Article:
In 1998, Indonesia exploded with both euphoria and violence after the fall of its longtime authoritarian ruler, Soeharto, and his New Order regime. Hope centered on establishing the rule of law, securing civilian control over the military, and ending corruption. Indonesia under Soeharto was a fundamentally insecure state. Shadowy organizations, masterminds, provocateurs, puppet masters, and other mysterious figures recalled the regime's inaugural massive anticommunist violence in 1965 and threatened to recreate those traumas in the present. Threats metamorphosed into deadly violence in a seemingly endless spiral. In Aceh province, the cycle spun out of control, and an imagined enemy came to life as armed separatist rebels. Even as state violence and systematic human rights violations were publicly exposed after Soeharto's fall, a lack of judicial accountability has perpetuated pervasive mistrust that undermines civil society.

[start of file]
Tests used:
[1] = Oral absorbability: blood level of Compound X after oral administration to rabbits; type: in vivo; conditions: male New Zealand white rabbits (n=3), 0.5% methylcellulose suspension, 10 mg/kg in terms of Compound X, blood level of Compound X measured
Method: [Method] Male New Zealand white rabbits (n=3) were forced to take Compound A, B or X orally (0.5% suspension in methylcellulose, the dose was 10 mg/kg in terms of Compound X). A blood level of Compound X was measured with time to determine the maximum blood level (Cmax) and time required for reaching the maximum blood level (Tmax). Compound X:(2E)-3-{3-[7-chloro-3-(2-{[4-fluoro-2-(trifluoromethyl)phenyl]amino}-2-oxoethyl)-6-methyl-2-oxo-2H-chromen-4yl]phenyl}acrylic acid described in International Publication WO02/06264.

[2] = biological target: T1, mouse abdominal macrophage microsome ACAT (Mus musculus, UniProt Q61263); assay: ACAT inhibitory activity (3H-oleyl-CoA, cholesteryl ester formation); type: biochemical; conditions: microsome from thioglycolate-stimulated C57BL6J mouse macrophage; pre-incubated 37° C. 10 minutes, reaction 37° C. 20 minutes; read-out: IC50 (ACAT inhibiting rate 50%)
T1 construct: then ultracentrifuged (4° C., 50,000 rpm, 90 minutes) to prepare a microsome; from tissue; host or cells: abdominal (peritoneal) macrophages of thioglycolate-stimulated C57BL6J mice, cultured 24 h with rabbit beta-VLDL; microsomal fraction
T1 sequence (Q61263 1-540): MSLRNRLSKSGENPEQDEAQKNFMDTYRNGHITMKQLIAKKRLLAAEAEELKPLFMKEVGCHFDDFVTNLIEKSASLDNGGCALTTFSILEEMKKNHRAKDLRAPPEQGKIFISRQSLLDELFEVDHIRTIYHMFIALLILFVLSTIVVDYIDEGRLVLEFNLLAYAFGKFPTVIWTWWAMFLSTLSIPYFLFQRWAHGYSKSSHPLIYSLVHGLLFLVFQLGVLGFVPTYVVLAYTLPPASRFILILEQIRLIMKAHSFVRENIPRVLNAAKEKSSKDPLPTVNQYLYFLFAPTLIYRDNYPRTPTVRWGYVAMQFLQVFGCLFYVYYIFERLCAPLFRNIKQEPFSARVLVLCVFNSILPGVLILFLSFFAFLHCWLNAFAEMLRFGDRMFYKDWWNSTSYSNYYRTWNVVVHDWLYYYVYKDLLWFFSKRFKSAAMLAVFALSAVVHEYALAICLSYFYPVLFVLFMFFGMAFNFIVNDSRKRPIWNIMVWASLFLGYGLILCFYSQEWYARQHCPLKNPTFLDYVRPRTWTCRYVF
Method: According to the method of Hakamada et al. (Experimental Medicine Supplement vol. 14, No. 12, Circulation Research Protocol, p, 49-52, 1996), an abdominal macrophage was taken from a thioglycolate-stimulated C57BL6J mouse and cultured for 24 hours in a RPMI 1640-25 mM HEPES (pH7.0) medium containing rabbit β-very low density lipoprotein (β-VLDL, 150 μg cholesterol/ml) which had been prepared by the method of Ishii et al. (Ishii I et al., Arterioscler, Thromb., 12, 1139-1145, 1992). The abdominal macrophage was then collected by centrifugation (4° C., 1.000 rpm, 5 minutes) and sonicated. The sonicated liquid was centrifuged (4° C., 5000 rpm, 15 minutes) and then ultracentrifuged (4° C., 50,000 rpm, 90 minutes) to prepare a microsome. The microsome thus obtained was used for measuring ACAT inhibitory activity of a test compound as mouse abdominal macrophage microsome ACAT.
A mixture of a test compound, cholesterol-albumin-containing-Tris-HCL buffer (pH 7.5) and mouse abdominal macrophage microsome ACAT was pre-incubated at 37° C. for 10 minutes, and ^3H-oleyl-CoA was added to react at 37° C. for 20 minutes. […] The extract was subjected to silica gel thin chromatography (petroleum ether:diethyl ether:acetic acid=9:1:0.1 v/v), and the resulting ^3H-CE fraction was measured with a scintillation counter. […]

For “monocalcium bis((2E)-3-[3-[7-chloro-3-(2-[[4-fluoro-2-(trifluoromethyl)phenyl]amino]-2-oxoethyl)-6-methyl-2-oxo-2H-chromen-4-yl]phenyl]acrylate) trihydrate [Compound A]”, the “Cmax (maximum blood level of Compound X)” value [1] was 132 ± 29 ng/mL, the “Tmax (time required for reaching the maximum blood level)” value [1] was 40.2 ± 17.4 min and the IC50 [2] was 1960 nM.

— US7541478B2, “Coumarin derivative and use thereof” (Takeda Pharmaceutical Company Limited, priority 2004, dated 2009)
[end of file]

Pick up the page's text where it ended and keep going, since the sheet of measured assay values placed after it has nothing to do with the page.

Elizabeth F. Drexler analyzes how the Indonesian state has sustained itself amid anxieties and insecurities generated by historical and human rights accounts of earlier episodes of violence. In her examination of the Aceh conflict, Drexler demonstrates the falsity of the reigning assumption of international human rights organizations that the exposure of past violence promotes accountability and reconciliation rather than the repetition of abuses. She stresses that failed human rights interventions can be more dangerous than unexamined past conflicts, since the international stage amplifies grievances and provides access for combatants to resources from outside the region. Violent conflict itself, as well as historical narratives of past violence, become critical economic and political capital, deepening the problem. The book concludes with a consideration of the improved prospects for peace in Aceh following the devastating 2004 tsunami.